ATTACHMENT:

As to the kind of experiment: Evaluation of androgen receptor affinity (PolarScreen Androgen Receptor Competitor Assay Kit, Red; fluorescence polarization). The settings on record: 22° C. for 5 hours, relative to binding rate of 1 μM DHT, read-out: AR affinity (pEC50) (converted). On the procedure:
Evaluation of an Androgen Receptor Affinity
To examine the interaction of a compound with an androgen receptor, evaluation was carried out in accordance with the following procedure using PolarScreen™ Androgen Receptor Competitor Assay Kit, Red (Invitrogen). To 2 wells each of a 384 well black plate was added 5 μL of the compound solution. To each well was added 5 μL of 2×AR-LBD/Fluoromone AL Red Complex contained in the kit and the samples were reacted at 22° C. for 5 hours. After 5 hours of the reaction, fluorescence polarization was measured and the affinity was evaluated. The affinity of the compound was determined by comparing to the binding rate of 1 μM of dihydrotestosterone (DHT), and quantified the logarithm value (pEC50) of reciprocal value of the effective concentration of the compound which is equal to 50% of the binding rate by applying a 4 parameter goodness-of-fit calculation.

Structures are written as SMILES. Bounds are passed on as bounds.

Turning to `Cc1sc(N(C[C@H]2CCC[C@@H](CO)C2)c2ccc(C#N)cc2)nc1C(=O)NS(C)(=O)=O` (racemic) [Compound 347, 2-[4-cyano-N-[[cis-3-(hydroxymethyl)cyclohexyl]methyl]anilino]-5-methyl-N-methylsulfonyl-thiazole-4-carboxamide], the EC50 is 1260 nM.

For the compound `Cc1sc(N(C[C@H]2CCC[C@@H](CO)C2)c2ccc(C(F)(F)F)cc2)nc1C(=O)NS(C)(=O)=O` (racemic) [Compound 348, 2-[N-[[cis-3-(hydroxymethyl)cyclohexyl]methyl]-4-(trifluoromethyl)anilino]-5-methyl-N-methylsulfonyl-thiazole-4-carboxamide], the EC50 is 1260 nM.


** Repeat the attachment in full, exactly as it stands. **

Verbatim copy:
As to the kind of experiment: Evaluation of androgen receptor affinity (PolarScreen Androgen Receptor Competitor Assay Kit, Red; fluorescence polarization). The settings on record: 22° C. for 5 hours, relative to binding rate of 1 μM DHT, read-out: AR affinity (pEC50) (converted). On the procedure:
Evaluation of an Androgen Receptor Affinity
To examine the interaction of a compound with an androgen receptor, evaluation was carried out in accordance with the following procedure using PolarScreen™ Androgen Receptor Competitor Assay Kit, Red (Invitrogen). To 2 wells each of a 384 well black plate was added 5 μL of the compound solution. To each well was added 5 μL of 2×AR-LBD/Fluoromone AL Red Complex contained in the kit and the samples were reacted at 22° C. for 5 hours. After 5 hours of the reaction, fluorescence polarization was measured and the affinity was evaluated. The affinity of the compound was determined by comparing to the binding rate of 1 μM of dihydrotestosterone (DHT), and quantified the logarithm value (pEC50) of reciprocal value of the effective concentration of the compound which is equal to 50% of the binding rate by applying a 4 parameter goodness-of-fit calculation.

Structures are written as SMILES. Bounds are passed on as bounds.

Turning to `Cc1sc(N(C[C@H]2CCC[C@@H](CO)C2)c2ccc(C#N)cc2)nc1C(=O)NS(C)(=O)=O` (racemic) [Compound 347, 2-[4-cyano-N-[[cis-3-(hydroxymethyl)cyclohexyl]methyl]anilino]-5-methyl-N-methylsulfonyl-thiazole-4-carboxamide], the EC50 is 1260 nM.

For the compound `Cc1sc(N(C[C@H]2CCC[C@@H](CO)C2)c2ccc(C(F)(F)F)cc2)nc1C(=O)NS(C)(=O)=O` (racemic) [Compound 348, 2-[N-[[cis-3-(hydroxymethyl)cyclohexyl]methyl]-4-(trifluoromethyl)anilino]-5-methyl-N-methylsulfonyl-thiazole-4-carboxamide], the EC50 is 1260 nM.